At the time, that was the initial thought. When it happened, the reaction was a sharp slope from disapproval to little more than hushed tones and murmurs from the crowd. The usually raucous Philly crowd was stunned. That's to be expected when any player is injured; but the hit just sucked the air out of atmosphere for a bit. For a fan like myself who was watching it on TV, all you could do is bellow some kind of exclamation. Something like, "BOOM" or "OHHHHHH" or POW." (I still do, even watching it on video more than 13 years later.) Like in football, it was the sort of hit you want to show somebody just to see their reaction. It was the sort of check that makes you want to call somebody up and let them know about it. It was sort of physical play that you want to see again and again. I always like a big hit in hockey, and Stevens unloaded a one on Lindros so devastating, it'll be hard to forget.
You know, before I gush any further, please view the following video from McKay9941023. The user has all kinds of vintage Devils moments uploaded from a tape. Not only did he have the hit, but also the build-up, the play afterwards, and - best of all - the commentary and replays by ESPN.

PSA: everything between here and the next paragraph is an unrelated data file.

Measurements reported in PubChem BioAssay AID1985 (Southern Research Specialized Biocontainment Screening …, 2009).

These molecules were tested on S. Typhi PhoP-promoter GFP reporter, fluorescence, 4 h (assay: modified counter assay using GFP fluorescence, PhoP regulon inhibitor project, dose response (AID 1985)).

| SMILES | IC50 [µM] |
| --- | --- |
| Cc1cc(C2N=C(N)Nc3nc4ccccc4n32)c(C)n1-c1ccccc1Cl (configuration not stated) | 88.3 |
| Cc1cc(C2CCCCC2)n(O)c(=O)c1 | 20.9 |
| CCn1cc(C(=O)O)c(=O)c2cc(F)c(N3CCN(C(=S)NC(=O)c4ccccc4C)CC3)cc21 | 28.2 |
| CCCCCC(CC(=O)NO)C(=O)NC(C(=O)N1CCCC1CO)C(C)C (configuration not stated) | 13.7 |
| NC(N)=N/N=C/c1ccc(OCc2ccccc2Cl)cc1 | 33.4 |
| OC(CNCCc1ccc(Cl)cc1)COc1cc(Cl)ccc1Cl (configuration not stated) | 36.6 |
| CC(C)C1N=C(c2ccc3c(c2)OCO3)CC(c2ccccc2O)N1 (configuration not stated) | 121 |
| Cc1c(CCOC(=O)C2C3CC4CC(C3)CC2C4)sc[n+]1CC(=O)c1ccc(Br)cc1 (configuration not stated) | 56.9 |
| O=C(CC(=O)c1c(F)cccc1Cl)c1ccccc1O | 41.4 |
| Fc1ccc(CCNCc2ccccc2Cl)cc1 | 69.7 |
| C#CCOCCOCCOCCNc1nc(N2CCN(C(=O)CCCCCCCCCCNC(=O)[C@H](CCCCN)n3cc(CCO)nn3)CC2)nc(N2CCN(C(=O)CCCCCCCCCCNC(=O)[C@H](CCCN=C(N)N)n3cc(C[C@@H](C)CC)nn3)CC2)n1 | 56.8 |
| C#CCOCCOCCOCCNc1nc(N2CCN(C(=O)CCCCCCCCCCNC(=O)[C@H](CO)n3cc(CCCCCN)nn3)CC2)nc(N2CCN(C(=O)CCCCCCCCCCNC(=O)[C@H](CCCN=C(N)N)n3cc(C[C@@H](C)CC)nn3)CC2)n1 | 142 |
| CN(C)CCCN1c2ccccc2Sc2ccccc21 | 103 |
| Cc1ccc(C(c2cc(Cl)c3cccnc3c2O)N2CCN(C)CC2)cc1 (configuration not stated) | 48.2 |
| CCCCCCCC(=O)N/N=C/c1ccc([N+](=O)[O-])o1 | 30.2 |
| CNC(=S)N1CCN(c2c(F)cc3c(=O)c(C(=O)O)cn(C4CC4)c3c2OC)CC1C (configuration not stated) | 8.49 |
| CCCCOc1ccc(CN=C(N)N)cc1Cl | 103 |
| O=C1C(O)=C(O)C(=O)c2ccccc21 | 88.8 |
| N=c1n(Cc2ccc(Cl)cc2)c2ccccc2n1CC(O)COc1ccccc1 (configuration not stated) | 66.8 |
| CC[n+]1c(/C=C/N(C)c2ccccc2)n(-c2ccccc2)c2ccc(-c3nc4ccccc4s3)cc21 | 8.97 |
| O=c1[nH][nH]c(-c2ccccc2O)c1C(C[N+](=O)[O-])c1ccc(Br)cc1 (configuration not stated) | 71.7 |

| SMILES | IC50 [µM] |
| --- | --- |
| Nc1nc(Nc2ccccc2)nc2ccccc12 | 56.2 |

Say what you want about ESPN's hockey coverage, but they were masterful here. They did more than just say that Stevens has done this throughout his career. They provided video examples of Stevens throwing that kind of check, preying upon an unaware puck carrier. And they were examples from earlier in the postseason: two from the Toronto series and one very similar hit on John LeClair in Game 2 of this very series. Replays showed the hit from multiple angles and at various speeds. Even with a video from 2000, it's clear that Lindros put his head down when heading into the zone. He never really saw Scott Niedermayer track back to the blueline, much less see Stevens coming. His head kept down ensured his chest wouldn't be the principal point of contact. Moreover, you can see that Stevens made contact with his shoulder, which was allowed under the rules. As for the strength of Stevens, well, watch the slow motion replays again. You don't just see Lindros get dropped like a sack of bricks; the hit was so hard, the Devils behind him - Jay Pandolfo - fell down. There's only way we want players to play and that's hard; that's all Stevens did in the playoffs. The broadcasters were quick to state that it was an entirely legal hit and the video proves them correctly. There's no need to break this down. There's nothing I can show any better than what ESPN did right after it happened. Well done to all involved, especially Darren Pang.